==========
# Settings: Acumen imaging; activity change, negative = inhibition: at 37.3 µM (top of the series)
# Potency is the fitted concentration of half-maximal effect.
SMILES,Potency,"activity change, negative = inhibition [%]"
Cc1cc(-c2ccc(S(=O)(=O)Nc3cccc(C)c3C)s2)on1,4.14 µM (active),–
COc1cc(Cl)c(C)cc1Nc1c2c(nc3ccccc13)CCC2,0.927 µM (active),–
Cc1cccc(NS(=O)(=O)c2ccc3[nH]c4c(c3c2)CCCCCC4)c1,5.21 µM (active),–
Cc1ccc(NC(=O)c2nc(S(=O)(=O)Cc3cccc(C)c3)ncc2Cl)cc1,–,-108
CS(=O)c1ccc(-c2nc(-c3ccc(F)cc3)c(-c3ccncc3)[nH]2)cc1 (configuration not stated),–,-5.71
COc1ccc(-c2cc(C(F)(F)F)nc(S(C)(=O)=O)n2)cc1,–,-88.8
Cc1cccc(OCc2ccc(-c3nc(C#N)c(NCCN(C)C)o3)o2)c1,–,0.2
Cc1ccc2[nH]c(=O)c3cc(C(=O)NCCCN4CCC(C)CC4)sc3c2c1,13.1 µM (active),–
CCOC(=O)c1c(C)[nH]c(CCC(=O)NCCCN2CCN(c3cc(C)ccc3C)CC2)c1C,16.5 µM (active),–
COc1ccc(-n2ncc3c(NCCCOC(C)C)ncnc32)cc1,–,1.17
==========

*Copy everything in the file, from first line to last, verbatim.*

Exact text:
# Settings: Acumen imaging; activity change, negative = inhibition: at 37.3 µM (top of the series)
# Potency is the fitted concentration of half-maximal effect.
SMILES,Potency,"activity change, negative = inhibition [%]"
Cc1cc(-c2ccc(S(=O)(=O)Nc3cccc(C)c3C)s2)on1,4.14 µM (active),–
COc1cc(Cl)c(C)cc1Nc1c2c(nc3ccccc13)CCC2,0.927 µM (active),–
Cc1cccc(NS(=O)(=O)c2ccc3[nH]c4c(c3c2)CCCCCC4)c1,5.21 µM (active),–
Cc1ccc(NC(=O)c2nc(S(=O)(=O)Cc3cccc(C)c3)ncc2Cl)cc1,–,-108
CS(=O)c1ccc(-c2nc(-c3ccc(F)cc3)c(-c3ccncc3)[nH]2)cc1 (configuration not stated),–,-5.71
COc1ccc(-c2cc(C(F)(F)F)nc(S(C)(=O)=O)n2)cc1,–,-88.8
Cc1cccc(OCc2ccc(-c3nc(C#N)c(NCCN(C)C)o3)o2)c1,–,0.2
Cc1ccc2[nH]c(=O)c3cc(C(=O)NCCCN4CCC(C)CC4)sc3c2c1,13.1 µM (active),–
CCOC(=O)c1c(C)[nH]c(CCC(=O)NCCCN2CCN(c3cc(C)ccc3C)CC2)c1C,16.5 µM (active),–
COc1ccc(-n2ncc3c(NCCCOC(C)C)ncnc32)cc1,–,1.17